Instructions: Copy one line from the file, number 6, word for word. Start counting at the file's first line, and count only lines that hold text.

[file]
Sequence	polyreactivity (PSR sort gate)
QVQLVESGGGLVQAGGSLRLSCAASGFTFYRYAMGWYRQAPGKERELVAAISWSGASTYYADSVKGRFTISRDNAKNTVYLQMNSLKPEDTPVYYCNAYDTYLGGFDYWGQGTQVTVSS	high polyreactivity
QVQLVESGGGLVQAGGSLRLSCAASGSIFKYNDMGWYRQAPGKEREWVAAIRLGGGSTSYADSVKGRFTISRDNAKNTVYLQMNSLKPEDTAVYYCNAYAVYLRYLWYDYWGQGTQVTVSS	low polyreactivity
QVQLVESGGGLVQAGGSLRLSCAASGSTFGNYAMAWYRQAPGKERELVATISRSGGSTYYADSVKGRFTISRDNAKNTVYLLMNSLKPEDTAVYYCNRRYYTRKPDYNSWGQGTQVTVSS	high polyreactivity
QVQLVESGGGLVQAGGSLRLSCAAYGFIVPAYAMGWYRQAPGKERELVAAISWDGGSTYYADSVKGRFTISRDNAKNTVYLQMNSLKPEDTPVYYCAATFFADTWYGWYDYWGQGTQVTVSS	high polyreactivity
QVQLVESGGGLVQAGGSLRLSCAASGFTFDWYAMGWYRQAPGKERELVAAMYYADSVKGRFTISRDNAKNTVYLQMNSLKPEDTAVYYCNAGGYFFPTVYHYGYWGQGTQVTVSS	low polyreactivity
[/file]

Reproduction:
QVQLVESGGGLVQAGGSLRLSCAASGFTFDWYAMGWYRQAPGKERELVAAMYYADSVKGRFTISRDNAKNTVYLQMNSLKPEDTAVYYCNAGGYFFPTVYHYGYWGQGTQVTVSS	low polyreactivity